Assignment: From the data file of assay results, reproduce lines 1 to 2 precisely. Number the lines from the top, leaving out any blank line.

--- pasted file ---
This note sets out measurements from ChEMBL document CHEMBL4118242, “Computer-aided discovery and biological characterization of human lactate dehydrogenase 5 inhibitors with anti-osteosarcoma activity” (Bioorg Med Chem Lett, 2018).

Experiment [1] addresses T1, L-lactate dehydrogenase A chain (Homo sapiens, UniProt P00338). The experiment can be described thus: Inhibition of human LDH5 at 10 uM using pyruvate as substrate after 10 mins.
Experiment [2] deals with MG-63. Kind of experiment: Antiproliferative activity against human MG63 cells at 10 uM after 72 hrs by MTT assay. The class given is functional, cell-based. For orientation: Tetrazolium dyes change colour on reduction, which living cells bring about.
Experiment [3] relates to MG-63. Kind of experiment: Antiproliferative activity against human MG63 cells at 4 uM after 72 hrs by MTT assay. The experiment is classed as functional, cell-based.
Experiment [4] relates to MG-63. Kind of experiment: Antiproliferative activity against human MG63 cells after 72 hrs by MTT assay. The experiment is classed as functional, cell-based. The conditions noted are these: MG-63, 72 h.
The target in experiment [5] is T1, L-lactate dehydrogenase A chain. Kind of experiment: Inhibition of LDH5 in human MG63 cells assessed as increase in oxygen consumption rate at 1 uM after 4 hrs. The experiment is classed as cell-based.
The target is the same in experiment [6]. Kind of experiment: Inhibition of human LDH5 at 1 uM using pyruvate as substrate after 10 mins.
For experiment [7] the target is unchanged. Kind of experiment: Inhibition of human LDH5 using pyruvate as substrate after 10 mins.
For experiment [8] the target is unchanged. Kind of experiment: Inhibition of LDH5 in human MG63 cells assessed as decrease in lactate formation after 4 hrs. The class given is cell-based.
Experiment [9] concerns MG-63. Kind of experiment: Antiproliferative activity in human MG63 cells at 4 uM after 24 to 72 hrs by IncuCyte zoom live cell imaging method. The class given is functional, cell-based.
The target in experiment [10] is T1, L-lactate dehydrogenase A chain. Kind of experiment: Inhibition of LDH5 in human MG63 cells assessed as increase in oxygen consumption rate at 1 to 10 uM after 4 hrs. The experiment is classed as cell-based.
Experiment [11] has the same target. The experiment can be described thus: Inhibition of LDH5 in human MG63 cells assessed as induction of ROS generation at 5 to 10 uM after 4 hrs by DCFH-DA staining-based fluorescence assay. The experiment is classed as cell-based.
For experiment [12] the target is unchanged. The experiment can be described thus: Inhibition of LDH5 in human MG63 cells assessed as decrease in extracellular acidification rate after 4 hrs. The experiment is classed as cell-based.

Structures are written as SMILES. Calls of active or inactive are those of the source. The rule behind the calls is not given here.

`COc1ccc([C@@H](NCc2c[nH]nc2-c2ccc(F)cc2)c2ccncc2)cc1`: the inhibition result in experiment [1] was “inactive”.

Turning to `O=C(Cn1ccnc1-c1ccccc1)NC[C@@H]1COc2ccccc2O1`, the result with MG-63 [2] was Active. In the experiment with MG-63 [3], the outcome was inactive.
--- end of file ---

This note sets out measurements from ChEMBL document CHEMBL4118242, “Computer-aided discovery and biological characterization of human lactate dehydrogenase 5 inhibitors with anti-osteosarcoma activity” (Bioorg Med Chem Lett, 2018).

Experiment [1] addresses T1, L-lactate dehydrogenase A chain (Homo sapiens, UniProt P00338). The experiment can be described thus: Inhibition of human LDH5 at 10 uM using pyruvate as substrate after 10 mins.